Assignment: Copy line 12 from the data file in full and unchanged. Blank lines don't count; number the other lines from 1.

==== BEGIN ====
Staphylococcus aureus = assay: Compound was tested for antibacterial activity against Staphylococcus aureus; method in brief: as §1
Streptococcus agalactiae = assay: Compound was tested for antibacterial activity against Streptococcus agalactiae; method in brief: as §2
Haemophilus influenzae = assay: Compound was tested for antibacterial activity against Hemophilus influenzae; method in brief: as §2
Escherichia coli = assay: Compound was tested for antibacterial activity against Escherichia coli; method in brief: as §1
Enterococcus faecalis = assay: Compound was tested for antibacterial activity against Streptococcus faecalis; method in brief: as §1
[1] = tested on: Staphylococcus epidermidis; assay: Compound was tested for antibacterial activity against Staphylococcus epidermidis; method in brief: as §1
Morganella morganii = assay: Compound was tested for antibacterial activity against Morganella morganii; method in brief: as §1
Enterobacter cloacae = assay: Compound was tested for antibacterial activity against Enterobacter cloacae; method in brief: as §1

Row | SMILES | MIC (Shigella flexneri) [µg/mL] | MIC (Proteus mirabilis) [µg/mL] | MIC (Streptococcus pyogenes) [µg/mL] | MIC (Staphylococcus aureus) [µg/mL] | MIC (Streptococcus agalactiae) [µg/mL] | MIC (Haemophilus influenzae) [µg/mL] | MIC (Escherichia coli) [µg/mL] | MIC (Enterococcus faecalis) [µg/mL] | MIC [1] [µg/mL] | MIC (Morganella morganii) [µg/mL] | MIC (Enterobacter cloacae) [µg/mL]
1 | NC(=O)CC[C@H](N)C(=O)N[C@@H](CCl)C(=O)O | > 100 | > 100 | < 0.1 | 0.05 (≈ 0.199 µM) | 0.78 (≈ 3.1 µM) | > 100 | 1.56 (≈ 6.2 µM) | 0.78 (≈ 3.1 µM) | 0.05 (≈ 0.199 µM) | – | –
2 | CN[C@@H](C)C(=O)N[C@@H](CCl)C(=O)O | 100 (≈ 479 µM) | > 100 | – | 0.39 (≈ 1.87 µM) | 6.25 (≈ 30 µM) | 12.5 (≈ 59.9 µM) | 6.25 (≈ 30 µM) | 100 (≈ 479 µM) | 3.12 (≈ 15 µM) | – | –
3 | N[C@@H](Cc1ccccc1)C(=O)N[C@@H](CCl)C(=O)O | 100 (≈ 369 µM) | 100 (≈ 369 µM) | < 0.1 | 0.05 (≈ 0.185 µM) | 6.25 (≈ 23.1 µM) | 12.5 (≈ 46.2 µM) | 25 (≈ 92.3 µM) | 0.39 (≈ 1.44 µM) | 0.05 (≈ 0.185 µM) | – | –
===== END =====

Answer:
3 | N[C@@H](Cc1ccccc1)C(=O)N[C@@H](CCl)C(=O)O | 100 (≈ 369 µM) | 100 (≈ 369 µM) | < 0.1 | 0.05 (≈ 0.185 µM) | 6.25 (≈ 23.1 µM) | 12.5 (≈ 46.2 µM) | 25 (≈ 92.3 µM) | 0.39 (≈ 1.44 µM) | 0.05 (≈ 0.185 µM) | – | –